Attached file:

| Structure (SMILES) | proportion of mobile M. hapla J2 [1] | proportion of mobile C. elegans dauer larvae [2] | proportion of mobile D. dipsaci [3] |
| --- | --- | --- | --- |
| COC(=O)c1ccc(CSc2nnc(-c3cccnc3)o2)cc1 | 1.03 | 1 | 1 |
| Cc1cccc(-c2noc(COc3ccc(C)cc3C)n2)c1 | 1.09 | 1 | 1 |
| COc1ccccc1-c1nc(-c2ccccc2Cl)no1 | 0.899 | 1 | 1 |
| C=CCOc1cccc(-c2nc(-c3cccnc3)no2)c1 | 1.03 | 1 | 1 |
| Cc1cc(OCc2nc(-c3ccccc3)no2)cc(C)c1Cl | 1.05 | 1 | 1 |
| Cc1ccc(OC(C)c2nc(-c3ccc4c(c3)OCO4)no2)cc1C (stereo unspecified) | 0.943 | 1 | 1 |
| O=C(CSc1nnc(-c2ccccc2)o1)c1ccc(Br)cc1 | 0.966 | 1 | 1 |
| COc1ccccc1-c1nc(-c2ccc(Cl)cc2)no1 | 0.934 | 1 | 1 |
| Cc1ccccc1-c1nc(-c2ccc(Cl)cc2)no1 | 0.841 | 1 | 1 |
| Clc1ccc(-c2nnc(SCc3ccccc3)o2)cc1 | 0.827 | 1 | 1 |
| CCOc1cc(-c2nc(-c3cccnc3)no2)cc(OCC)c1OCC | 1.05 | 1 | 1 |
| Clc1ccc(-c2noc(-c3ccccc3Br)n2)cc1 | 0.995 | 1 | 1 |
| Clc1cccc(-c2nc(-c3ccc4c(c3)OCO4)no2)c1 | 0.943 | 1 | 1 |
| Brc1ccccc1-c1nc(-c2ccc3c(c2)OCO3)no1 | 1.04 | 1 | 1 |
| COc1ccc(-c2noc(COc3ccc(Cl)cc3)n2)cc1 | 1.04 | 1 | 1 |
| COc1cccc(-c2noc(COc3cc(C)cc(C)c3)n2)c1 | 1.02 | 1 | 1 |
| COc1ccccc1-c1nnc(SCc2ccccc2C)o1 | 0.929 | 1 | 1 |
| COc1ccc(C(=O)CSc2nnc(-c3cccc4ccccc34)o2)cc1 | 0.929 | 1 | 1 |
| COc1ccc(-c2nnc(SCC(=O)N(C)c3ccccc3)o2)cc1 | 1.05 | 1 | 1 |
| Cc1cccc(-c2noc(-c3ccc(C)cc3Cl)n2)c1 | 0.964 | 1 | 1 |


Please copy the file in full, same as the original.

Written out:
| Structure (SMILES) | proportion of mobile M. hapla J2 [1] | proportion of mobile C. elegans dauer larvae [2] | proportion of mobile D. dipsaci [3] |
| --- | --- | --- | --- |
| COC(=O)c1ccc(CSc2nnc(-c3cccnc3)o2)cc1 | 1.03 | 1 | 1 |
| Cc1cccc(-c2noc(COc3ccc(C)cc3C)n2)c1 | 1.09 | 1 | 1 |
| COc1ccccc1-c1nc(-c2ccccc2Cl)no1 | 0.899 | 1 | 1 |
| C=CCOc1cccc(-c2nc(-c3cccnc3)no2)c1 | 1.03 | 1 | 1 |
| Cc1cc(OCc2nc(-c3ccccc3)no2)cc(C)c1Cl | 1.05 | 1 | 1 |
| Cc1ccc(OC(C)c2nc(-c3ccc4c(c3)OCO4)no2)cc1C (stereo unspecified) | 0.943 | 1 | 1 |
| O=C(CSc1nnc(-c2ccccc2)o1)c1ccc(Br)cc1 | 0.966 | 1 | 1 |
| COc1ccccc1-c1nc(-c2ccc(Cl)cc2)no1 | 0.934 | 1 | 1 |
| Cc1ccccc1-c1nc(-c2ccc(Cl)cc2)no1 | 0.841 | 1 | 1 |
| Clc1ccc(-c2nnc(SCc3ccccc3)o2)cc1 | 0.827 | 1 | 1 |
| CCOc1cc(-c2nc(-c3cccnc3)no2)cc(OCC)c1OCC | 1.05 | 1 | 1 |
| Clc1ccc(-c2noc(-c3ccccc3Br)n2)cc1 | 0.995 | 1 | 1 |
| Clc1cccc(-c2nc(-c3ccc4c(c3)OCO4)no2)c1 | 0.943 | 1 | 1 |
| Brc1ccccc1-c1nc(-c2ccc3c(c2)OCO3)no1 | 1.04 | 1 | 1 |
| COc1ccc(-c2noc(COc3ccc(Cl)cc3)n2)cc1 | 1.04 | 1 | 1 |
| COc1cccc(-c2noc(COc3cc(C)cc(C)c3)n2)c1 | 1.02 | 1 | 1 |
| COc1ccccc1-c1nnc(SCc2ccccc2C)o1 | 0.929 | 1 | 1 |
| COc1ccc(C(=O)CSc2nnc(-c3cccc4ccccc34)o2)cc1 | 0.929 | 1 | 1 |
| COc1ccc(-c2nnc(SCC(=O)N(C)c3ccccc3)o2)cc1 | 1.05 | 1 | 1 |
| Cc1cccc(-c2noc(-c3ccc(C)cc3Cl)n2)c1 | 0.964 | 1 | 1 |